Now, you may be asking yourselves: who the hell are we? (Forgive the profanity, but that’s actually an important question to come back to, for reasons that we’ll go into on Thursday.)
To tell a long story short, we’re freelance journalists who’ve been on staff at national magazines such as Men’s Health and GQ and consulted and written for brands including Guinness and Samsung. Now that we’re in the wild, we’re increasingly seeing a demand for our particular set of skills from brands like these. And when we say “skills”, we don’t mean black belt-level procrastination and Kelly Slater-standard deadline surfing.
Whether you’re a growing business or wannabe journo, we can hopefully help you to write good and do other stuff good too. These are some of the topics we’ll be waffling (read: offering insight) about.
Everyone has a story to tell
We know, we know. “Storytelling” is one of those annoying buzzwords. But it’s a distinct thing from “creating content”, although we do that too. Storytelling is an art, and people love stories. A good story helps your audience understand you – and resonates – on a deeper level than a mere slogan or marketing bumf ever could. And in a crowded, noisy marketplace, that’s vitally important. (See below.)
Brands are publishers
It’s no longer enough for you to set up a website then sit back and let the eyeballs roll in. You have to engage the consumer and keep them engaged with a steady stream of stuff, from social media updates to blog posts. And you will be judged by every aspect of everything you put out, from the tone of your content to the, er, content. You’re probably judging me on this article; this sentence.
Marketing and editorial are merging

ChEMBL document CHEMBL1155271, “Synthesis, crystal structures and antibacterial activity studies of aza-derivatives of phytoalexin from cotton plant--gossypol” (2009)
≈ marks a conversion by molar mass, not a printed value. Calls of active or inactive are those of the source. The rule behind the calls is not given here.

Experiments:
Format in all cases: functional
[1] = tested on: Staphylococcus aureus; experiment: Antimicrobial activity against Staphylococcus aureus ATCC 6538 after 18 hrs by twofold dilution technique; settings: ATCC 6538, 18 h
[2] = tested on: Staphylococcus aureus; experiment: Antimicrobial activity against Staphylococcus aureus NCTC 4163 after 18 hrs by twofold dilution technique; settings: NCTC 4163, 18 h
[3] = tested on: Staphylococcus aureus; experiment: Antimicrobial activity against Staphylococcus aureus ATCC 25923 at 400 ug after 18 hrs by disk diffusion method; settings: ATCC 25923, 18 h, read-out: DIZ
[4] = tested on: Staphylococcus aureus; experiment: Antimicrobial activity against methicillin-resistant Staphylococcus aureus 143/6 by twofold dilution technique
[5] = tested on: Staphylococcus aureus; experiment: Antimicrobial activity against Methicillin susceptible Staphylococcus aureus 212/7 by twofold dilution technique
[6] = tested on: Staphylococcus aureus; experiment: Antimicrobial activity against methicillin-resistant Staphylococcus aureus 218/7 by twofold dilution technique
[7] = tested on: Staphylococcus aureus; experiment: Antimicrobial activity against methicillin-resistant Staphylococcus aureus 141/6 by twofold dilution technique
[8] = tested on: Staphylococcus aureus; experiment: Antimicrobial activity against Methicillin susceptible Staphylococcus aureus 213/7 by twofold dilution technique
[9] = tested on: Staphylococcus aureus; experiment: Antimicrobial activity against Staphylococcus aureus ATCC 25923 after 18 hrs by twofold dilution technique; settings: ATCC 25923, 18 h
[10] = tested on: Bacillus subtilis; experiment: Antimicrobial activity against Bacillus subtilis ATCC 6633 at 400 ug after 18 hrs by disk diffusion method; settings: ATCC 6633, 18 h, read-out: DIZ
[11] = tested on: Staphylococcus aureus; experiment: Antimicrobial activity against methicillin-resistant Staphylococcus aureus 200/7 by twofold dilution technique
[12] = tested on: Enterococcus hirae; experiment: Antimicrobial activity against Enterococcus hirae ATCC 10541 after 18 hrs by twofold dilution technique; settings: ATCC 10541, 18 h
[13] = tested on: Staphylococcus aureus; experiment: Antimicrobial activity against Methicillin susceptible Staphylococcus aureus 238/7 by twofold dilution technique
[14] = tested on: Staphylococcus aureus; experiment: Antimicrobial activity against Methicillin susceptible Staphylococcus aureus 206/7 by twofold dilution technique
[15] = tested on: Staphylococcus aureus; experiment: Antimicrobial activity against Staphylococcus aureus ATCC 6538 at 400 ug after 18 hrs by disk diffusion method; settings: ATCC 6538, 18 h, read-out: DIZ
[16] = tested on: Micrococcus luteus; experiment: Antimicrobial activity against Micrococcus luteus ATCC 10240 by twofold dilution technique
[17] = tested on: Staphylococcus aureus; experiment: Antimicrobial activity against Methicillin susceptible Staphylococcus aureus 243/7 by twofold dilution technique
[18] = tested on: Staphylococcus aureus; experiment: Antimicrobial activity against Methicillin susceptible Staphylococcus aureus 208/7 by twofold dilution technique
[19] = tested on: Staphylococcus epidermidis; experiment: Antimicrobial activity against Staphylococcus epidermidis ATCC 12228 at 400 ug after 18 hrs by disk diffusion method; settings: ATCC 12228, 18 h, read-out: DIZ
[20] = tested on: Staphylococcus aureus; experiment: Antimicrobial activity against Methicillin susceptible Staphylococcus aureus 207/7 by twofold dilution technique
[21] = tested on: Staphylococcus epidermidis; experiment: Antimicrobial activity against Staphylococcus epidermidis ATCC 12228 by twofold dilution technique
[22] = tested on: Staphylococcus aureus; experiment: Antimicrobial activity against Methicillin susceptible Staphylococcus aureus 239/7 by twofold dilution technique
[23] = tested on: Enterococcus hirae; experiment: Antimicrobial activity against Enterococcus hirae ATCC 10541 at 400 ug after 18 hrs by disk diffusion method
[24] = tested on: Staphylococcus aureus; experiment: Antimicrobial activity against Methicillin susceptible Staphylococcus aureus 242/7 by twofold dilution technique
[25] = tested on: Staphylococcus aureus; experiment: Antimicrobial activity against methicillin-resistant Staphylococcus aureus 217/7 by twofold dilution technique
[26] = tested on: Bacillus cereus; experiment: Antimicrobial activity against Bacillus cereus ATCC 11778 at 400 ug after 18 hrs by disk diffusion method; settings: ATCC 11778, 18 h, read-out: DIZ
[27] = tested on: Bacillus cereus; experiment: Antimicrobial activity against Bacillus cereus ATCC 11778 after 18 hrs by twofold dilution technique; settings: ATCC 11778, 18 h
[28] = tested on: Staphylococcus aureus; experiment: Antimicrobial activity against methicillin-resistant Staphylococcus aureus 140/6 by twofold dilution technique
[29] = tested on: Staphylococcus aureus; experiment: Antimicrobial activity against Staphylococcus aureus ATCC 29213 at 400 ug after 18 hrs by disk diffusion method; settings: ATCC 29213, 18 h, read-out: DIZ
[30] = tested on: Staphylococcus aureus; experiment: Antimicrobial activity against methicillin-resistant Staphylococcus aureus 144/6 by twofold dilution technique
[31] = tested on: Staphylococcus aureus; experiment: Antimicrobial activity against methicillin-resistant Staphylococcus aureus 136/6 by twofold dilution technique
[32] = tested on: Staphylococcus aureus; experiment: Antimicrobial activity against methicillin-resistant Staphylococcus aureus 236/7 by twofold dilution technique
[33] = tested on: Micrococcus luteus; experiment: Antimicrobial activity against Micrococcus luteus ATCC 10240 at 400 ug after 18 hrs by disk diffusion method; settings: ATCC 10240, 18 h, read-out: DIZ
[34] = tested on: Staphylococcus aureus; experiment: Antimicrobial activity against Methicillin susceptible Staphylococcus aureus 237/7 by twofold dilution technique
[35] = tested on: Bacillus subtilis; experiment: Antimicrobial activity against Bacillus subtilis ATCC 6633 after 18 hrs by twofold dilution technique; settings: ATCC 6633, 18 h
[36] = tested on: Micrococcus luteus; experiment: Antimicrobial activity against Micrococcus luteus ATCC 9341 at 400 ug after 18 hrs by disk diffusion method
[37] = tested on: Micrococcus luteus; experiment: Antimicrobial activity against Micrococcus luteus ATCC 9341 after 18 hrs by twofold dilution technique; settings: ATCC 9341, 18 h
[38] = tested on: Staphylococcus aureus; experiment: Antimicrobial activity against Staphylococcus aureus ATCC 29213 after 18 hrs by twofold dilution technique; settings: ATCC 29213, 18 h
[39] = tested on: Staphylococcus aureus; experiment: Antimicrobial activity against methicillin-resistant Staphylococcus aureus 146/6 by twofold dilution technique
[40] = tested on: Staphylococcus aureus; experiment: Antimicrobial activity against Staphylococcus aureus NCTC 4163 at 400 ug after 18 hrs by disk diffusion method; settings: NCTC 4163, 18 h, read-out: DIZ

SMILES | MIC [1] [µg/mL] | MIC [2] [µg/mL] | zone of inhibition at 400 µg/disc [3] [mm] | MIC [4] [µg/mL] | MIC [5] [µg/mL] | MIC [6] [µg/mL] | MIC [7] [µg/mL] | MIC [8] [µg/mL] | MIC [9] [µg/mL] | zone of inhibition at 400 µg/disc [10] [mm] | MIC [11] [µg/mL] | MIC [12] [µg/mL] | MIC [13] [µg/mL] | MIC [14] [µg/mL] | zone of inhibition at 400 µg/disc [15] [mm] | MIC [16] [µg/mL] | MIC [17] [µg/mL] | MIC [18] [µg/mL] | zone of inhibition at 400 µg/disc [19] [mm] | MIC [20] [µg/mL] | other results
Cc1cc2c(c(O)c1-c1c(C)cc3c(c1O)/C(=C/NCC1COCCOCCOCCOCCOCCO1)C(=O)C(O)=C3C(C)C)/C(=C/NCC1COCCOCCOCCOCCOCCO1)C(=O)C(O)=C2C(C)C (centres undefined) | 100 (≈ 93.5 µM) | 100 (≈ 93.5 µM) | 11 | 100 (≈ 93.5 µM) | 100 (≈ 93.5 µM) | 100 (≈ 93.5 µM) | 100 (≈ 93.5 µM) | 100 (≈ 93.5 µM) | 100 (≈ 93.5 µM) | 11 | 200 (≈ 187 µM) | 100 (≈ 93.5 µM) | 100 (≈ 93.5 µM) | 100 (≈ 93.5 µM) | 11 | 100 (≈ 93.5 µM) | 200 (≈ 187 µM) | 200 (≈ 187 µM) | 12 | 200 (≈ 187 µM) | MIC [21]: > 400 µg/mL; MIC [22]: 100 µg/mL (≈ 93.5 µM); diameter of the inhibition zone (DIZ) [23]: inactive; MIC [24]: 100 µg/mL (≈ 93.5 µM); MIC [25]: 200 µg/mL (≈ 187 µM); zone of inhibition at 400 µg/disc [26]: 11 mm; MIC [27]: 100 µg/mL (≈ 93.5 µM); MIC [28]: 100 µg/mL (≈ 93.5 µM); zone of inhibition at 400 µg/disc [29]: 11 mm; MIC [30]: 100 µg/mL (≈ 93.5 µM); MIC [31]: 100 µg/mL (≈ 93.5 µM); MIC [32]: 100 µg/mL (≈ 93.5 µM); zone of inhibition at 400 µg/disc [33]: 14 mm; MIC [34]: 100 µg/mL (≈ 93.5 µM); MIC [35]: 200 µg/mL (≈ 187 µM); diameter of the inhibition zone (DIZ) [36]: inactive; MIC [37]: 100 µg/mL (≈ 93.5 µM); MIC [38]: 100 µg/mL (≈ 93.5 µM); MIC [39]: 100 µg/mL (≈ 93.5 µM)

The lines between advertising and journalism are becoming hazier than the censored version of the “Blurred Lines” video. Those who work in the former increasingly need to think like those who work in the latter in order to create quality content that’s compelling, as traditional display ads lose their impact. But they also need to temper their “commercial imperative” and play a longer, more patient game.
Attention is in deficit
The stream of content faced by today’s consumer is more of a raging torrent. Or to torture another metaphor, the marketplace is crowded and noisy. How do you make yourself heard without shouting above the din, which makes consumers tune out? Clickbait is one way – but maybe not the way that’s going to foster much brand loyalty. (You won’t believe point five – one weird trick all brands need…)
Freelancers are brands too
It sounds like self-help book-ese, but whether you’re a one-man band or an actual brand, you have a narrative that differentiates you from your peers. Consumers and clients – who are really another consumer – are faced with a surplus of options. Why should they pick you? Indeed, who the hell are you? And if they’re in any way unclear as to the answer, your story may not have the happy ending you hope for.
This was a guest post written by Jamie Millar. He will be speaking alongside Alex Harris at the Freelancer Club event Storytelling For Your Brand on Thursday 13th October at Work.Life London Fields.